Re-1 to use focus groups to select superintendent |

Re-1 to use focus groups to select superintendent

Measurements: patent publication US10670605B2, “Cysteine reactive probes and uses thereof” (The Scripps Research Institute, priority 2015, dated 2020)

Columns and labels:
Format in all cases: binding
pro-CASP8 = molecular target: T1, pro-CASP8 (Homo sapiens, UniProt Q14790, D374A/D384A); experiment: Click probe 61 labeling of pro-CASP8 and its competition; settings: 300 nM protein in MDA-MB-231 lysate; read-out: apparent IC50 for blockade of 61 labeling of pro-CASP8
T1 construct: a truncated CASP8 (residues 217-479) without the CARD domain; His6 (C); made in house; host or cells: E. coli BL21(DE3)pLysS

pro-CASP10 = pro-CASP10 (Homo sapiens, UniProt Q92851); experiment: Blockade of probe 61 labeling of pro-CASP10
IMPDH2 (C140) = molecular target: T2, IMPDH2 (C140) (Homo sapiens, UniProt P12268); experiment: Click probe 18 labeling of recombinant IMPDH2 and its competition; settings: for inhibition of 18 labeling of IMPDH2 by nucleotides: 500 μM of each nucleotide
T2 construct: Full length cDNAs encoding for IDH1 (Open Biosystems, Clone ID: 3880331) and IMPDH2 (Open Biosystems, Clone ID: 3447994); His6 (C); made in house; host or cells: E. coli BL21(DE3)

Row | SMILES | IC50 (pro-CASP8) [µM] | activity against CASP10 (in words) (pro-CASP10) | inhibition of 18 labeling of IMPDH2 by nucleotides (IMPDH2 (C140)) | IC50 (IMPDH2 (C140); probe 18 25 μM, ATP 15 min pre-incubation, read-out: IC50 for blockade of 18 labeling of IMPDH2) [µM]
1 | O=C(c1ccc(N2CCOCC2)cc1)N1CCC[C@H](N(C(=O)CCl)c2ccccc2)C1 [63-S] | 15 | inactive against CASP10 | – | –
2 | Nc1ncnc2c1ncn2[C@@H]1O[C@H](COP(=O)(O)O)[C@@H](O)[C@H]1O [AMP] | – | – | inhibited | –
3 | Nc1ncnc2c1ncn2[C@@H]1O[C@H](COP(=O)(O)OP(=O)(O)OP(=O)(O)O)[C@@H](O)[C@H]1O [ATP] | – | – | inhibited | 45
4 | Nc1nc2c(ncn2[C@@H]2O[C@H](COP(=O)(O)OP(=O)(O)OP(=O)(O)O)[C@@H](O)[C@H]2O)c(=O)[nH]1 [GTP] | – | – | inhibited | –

More than 200 people from Basalt to Glenwood Springs will be involved in the Roaring Fork School District Re-1 superintendent selection process.Current superintendent Fred Wall is set to retire at the end of the school year. The Re-1 school board decided Wednesday night to use a selection concept designed by Colorado Association of School Boards consultant Bob Cito. CASB will facilitate the selection process, which could begin as early as Oct. 26, and will involve teachers, administrators and community members from all over the Roaring Fork Valley.Participants will be divided into up to 12 focus groups composed of eight to 12 people, board president Susan Hakanson said. The groups discuss the strengths of the school district, what qualities are needed in a superintendent and, in the words of board member Peter Delany, “How do we get there?”Board member Bruce Wampler said last month that the board would prefer to begin interviewing candidates by February or March. Wednesday’s decision did not come without controversy, however, as some in the standing-room-only board room implored the board to take its superintendent search nationwide and be sure members of all the valley’s cultures are included in the selection process. At Cito’s urging, the board has not yet decided to take its search nationwide, said board director Michael Bair. Mariana Velasquez-Schmahl, president of the Carbondale-based Stepstone Center, asked the board to allow Stepstone to create “an independent multicultural citizens committee” to have a prominent voice in the selection process. The committee would represent both the Anglo and Latino communities in the valley, she said. The board panned the idea because all the members of its focus groups would be members of the community. “I don’t see a real positive outcome from having a secondary group,” Hakanson said, adding later that such a group wouldn’t be useful. Hakanson asked Velasquez-Schmahl if a Stepstone representative would participate in a focus group, but Velasquez-Schmahl said she’d first have to confer with Stepstone’s board members.Stepstone board member George Stranahan said later that the organization is also trying to make sure there is broad public input in the selection process, which Velasquez-Schmahl said includes making sure that all the valley’s cultures “dialogue” about a superintendent candidate. “I think it’s fair to say that we have a concern that when you look in that room that it’s not a multicultural board or administration; CASB is not itself a multicultural organization,” Stranahan said. “Multiculturalism is probably one of the really central issues of the school district and we’re concerned that that issue is not going to be represented to the extent it should be.”Former board members Trési Houpt and Sumner Schachter urged a national superintendent search because, Houpt said, “if there’s a strong person within the district, it will give that person credibility if they rise to the top.”She said she has no objections to any potential local candidates. Velasquez-Schmahl agreed. “To suggest that we have the candidate already is wrong,” she said. “Why would you not do a national search? It’s not to say anything against (Assistant Superintendent) Judy (Haptonstall) and her capability.” Some in the district consider Haptonstall to be a possible superintendent candidate. Houpt, who is now a Garfield County commissioner, said the public expects the board to look nationally to find the best superintendent. “I have nothing against any potential local candidates,” she said.

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